Whatever your own opinions, you are no doubt familiar with the standard arguments: "tax fairness" vis a vis brick and mortar retailers on the one side; on the other hand, the unfairness of requiring online merchants to pay taxes where they don't receive police and fire protection, schools for their children, and other public services. Also, different states and localities have different sales tax rates, and apply them to different categories of goods, so it's hard for someone who sells online to know what he may be required to pay.
I would like to make an additional argument which is not usually heard. The sales tax is a bad tax; it can be regressive, and it is economically destructive. We should therefore undermine it, not extend it.
If Mr. Smith has an income of millions from his stock portfolio and real estate holdings, while Mr. Jones is trying to support his family on a poorly paid job, they pay the same sales tax on a tube of toothpaste.
Also, New Hampshire, Delaware, and Oregon thrive without sales taxes, while states that rely heavily on sales taxes tend to be poorer. Sales taxes first caught on mostly in the Jim Crow states during the Great Depression, as a way to assure that taxes did not fall only on the folks who owned most of the property and received most of the income.
Today, Pennsylvania has a strip of blight along its border with Delaware. If you live close to the border, on either side, you will be tempted to do your shopping in Delaware, where there's no sales tax. In consequence, there's a lack of shops on the Pennsylvania side.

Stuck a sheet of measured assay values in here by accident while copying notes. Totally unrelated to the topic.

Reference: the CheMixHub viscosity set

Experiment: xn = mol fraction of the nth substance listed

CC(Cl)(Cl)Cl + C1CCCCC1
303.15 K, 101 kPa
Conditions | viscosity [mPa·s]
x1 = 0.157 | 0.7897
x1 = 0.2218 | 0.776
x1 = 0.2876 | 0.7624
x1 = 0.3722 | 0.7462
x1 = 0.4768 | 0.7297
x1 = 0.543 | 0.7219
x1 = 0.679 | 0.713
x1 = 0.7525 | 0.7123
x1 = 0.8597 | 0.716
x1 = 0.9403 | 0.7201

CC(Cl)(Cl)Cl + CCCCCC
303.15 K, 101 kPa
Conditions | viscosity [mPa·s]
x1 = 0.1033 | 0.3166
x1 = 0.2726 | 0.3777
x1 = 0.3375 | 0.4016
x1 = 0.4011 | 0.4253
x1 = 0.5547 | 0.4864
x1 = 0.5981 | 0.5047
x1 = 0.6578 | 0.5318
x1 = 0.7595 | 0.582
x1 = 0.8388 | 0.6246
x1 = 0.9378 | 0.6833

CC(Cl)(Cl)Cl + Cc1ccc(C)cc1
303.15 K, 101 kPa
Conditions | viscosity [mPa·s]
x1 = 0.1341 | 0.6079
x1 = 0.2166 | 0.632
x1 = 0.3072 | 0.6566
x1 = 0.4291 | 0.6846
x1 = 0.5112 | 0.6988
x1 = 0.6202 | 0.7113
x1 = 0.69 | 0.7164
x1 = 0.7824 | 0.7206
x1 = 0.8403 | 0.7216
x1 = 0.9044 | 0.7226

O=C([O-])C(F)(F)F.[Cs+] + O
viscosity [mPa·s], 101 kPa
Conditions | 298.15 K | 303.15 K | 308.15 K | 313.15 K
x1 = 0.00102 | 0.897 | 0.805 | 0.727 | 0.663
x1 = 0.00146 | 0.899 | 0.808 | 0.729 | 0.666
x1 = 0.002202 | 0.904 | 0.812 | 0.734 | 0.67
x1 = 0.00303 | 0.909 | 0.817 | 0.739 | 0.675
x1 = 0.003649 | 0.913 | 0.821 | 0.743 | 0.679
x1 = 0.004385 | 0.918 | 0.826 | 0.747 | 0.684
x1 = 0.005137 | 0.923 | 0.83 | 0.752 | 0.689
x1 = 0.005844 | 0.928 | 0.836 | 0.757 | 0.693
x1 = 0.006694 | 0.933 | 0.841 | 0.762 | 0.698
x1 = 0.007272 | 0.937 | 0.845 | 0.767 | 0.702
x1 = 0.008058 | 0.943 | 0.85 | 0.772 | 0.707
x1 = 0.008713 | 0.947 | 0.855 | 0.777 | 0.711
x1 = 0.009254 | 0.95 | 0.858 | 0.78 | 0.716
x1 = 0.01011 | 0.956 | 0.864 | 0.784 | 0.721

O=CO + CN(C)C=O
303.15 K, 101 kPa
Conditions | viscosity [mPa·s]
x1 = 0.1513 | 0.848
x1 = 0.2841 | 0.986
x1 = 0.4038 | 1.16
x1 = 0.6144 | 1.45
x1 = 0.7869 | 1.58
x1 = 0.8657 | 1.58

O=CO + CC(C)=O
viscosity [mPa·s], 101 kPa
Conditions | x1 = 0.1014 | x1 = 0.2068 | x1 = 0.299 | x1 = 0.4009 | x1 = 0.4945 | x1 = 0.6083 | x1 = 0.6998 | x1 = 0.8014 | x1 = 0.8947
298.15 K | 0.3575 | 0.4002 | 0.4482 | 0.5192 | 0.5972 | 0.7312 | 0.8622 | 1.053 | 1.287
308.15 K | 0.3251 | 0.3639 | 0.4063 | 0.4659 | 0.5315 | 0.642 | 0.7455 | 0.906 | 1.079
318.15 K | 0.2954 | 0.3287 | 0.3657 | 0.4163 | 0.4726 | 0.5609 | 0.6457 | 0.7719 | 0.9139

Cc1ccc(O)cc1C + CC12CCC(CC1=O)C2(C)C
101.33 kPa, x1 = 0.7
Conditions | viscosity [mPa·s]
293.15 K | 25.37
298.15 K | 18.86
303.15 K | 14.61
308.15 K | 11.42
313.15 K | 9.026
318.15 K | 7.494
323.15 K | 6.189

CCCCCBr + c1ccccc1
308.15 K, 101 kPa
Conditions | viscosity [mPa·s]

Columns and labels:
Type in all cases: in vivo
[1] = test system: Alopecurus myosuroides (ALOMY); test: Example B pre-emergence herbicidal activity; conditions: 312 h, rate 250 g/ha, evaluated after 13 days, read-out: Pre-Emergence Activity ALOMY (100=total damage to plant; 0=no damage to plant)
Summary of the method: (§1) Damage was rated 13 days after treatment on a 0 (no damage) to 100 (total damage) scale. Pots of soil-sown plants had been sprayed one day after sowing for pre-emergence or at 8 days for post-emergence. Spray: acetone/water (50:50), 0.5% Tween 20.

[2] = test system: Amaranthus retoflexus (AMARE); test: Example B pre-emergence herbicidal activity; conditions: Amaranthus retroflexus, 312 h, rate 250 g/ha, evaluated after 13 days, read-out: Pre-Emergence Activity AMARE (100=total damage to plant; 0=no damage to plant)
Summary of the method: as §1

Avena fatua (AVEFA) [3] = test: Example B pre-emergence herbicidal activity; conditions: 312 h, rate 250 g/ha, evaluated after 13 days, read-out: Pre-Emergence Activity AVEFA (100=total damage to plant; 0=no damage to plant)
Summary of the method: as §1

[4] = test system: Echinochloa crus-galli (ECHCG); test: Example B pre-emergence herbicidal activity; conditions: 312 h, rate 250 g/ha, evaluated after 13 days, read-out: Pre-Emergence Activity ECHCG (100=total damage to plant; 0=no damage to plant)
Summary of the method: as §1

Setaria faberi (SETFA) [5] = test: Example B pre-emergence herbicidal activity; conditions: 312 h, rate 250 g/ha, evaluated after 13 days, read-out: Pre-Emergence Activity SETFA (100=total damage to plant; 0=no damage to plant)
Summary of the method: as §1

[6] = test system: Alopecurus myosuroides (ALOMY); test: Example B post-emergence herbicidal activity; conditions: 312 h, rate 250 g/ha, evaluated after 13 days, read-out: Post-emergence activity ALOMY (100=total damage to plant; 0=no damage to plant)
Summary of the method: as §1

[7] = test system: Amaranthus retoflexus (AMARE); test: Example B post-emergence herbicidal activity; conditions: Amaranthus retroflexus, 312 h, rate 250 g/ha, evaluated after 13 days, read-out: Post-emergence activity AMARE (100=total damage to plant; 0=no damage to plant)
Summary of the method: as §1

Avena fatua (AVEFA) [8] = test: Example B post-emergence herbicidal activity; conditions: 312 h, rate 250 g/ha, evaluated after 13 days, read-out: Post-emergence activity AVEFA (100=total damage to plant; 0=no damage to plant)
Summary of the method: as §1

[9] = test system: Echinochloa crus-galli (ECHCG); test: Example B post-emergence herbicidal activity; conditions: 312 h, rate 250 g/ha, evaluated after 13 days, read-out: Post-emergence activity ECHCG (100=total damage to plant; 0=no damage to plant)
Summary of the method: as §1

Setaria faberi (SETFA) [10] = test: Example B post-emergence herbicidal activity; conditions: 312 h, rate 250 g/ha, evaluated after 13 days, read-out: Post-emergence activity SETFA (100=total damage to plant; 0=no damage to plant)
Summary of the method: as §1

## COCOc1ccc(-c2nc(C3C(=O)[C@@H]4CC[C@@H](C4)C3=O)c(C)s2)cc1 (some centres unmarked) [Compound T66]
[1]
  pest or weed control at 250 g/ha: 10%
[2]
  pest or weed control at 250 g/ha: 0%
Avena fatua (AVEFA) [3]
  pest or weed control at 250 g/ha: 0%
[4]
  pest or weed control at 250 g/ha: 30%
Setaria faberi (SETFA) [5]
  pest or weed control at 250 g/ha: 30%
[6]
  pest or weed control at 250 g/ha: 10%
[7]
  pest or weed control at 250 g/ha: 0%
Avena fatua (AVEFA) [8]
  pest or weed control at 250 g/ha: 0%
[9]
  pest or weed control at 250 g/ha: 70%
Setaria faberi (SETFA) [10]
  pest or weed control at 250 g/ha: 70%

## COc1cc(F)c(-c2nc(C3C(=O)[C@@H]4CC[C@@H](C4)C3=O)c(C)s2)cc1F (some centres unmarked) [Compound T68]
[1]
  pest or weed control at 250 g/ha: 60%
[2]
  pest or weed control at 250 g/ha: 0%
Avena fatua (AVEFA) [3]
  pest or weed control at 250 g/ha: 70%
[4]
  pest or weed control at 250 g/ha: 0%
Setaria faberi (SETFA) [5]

This is part of why I do not want online retailers forced to collect sales taxes. The next time someone proposes to raise a state sales tax, I want merchants lobbying against it, saying, "But we'll lose business to retailers on the other side of our state's borders, and also to online sellers." I want economists testifying that the higher sales tax won't raise much revenue, because people will go elsewhere instead of paying it. I want advocates for social justice to oppose this latest attempt to soak the poor.
But, you may say, governments genuinely need revenue, and public services must be paid for. What tax do I prefer?
I prefer taxing the value of land. This is a progressive tax, because the poor do not normally own much valuable land. It is also an efficient tax, because people do not produce any less land, or carry their land elsewhere, in response to being taxed. It is a just tax, because the value of land depends largely on government services (police, schools, streetlights, etc.). One reason, I repeat, not to let states collect sales taxes from merchant outside their borders is to discourage the imposition of sales taxes altogether, and encourage state and local governments to tax land values instead.
|Sunday, May 5th, 2013|
|Georgist Conference in Harrisburg, Part Twenty-Five
To continue with the session on "Using the Internet," Erich Jacoby-Hawkins spoke about Wikipedia, the new home for Henry George (Thursday morning, August 2, 2012). Wikipedia is very popular, he said, and Georgist information should be up there.
- No original research.
- Verifiability -- published sources.
- Neutral point of view.
People use Wikipedia to find sources, and they use it for an unbiased or all-sided viewpoint.
Three things we can do are to: (1) add more sources and articles to good Georgist texts (and test or improve existing citations); (2) add more articles or details about Georgist topics (people, places, organizations, theories); and (3) connect, connect, connect, so that readers will end up on Georgist pages or sources.
That way, more people will hear of Georgism, and people who are already interested will be drawn to good sources.
The goal is not to subvert the encyclopedia. The goal is to provide genuine information.
He showed how to go into Wikipedia, add links, etc.
|Saturday, May 4th, 2013|
|Don't Write This Letter to the Patent Office
posted a link to this letter from a patent attorney to an examiner, http://www.patentlyo.com/patent/2013/04/dont-write-this-letter-to-the-patent-office.html
, which has a certain humor value, if you don't mind a little vulgarity. I express no opinion on the merits of the application, or the quality of the examiner's work.